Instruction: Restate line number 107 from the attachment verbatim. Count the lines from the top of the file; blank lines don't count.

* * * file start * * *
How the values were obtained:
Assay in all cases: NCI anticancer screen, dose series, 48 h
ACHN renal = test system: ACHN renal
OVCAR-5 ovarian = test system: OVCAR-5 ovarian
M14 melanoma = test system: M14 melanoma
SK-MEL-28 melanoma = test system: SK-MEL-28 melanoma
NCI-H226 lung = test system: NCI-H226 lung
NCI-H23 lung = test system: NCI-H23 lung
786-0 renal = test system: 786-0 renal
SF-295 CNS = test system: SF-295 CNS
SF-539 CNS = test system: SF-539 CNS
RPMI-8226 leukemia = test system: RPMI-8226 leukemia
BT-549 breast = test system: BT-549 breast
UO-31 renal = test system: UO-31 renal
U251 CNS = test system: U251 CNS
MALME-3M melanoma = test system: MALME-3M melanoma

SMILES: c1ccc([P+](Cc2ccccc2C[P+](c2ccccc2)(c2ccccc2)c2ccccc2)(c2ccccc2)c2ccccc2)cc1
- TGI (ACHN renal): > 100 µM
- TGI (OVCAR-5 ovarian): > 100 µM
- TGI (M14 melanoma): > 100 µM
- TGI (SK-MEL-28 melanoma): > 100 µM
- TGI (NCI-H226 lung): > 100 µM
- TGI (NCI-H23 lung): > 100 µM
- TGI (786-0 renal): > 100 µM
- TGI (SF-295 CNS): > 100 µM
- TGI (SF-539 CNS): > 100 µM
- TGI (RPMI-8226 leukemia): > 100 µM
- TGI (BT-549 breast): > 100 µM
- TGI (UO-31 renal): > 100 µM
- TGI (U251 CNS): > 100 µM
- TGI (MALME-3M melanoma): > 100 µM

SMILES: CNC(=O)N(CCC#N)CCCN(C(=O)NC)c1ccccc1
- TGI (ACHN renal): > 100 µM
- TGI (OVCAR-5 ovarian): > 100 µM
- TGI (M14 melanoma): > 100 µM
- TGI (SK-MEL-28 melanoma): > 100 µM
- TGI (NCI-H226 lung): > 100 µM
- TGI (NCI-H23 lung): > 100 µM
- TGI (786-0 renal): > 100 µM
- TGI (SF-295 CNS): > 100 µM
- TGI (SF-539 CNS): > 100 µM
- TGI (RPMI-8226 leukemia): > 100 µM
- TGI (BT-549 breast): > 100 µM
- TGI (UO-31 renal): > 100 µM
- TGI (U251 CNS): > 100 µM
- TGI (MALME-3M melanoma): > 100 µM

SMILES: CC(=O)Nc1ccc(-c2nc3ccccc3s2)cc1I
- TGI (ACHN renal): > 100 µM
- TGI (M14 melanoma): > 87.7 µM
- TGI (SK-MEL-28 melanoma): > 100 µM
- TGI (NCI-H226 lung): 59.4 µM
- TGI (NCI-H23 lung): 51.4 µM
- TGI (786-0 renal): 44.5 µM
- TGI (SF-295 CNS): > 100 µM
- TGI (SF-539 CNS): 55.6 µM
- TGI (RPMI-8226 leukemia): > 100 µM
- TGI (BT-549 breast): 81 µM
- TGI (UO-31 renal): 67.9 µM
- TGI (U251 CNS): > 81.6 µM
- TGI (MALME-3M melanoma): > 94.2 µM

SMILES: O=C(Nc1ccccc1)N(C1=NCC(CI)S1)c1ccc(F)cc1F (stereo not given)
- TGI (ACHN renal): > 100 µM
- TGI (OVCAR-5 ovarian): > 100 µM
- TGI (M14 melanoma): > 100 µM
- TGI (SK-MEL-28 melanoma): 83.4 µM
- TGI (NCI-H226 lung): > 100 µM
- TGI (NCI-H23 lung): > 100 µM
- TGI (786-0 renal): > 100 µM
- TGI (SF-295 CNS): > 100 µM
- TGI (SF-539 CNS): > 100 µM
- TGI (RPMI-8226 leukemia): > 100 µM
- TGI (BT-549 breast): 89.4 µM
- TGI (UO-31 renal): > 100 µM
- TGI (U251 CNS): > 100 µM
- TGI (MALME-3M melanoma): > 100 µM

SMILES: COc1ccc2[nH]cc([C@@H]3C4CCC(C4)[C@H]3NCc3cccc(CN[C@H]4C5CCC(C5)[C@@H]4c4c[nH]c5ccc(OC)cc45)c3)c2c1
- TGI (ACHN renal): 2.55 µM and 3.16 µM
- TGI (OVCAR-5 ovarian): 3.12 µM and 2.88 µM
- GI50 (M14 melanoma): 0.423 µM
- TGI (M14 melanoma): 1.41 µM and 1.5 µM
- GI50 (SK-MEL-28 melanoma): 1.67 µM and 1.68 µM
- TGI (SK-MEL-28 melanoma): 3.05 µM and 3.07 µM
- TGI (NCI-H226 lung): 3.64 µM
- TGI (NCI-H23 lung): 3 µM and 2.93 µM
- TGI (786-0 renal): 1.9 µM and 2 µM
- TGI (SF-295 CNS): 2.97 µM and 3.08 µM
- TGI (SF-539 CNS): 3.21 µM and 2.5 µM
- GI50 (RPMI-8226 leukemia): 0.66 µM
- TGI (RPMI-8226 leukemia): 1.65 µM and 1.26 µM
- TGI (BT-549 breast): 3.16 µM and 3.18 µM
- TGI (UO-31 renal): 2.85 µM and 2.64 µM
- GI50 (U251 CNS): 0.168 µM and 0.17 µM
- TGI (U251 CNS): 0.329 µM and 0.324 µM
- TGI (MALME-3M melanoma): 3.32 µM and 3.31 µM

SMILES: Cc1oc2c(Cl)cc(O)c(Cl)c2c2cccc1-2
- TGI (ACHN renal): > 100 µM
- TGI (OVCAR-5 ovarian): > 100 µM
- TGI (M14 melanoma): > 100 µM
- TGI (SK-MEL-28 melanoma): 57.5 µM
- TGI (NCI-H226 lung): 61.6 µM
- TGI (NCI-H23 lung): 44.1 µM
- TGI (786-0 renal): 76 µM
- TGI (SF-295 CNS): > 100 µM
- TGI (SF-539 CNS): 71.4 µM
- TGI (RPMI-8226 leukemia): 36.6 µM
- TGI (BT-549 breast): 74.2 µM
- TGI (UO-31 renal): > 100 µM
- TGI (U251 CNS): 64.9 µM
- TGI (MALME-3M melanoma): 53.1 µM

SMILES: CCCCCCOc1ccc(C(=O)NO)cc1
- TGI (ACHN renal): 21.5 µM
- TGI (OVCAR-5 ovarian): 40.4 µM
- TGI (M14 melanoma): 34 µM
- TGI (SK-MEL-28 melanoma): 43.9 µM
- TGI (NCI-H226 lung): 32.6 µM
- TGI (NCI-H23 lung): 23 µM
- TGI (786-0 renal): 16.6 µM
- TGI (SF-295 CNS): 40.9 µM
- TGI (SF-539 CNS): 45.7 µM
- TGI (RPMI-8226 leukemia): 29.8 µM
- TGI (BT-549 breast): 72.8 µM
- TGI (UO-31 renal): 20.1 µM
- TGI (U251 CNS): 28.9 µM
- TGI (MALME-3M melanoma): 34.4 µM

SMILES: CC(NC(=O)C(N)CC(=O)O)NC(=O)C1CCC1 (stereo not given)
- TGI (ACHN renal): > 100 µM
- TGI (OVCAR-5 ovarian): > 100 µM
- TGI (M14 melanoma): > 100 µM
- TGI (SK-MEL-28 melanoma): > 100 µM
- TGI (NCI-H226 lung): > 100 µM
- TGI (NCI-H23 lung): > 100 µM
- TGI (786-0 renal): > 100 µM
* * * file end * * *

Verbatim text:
- TGI (UO-31 renal): > 100 µM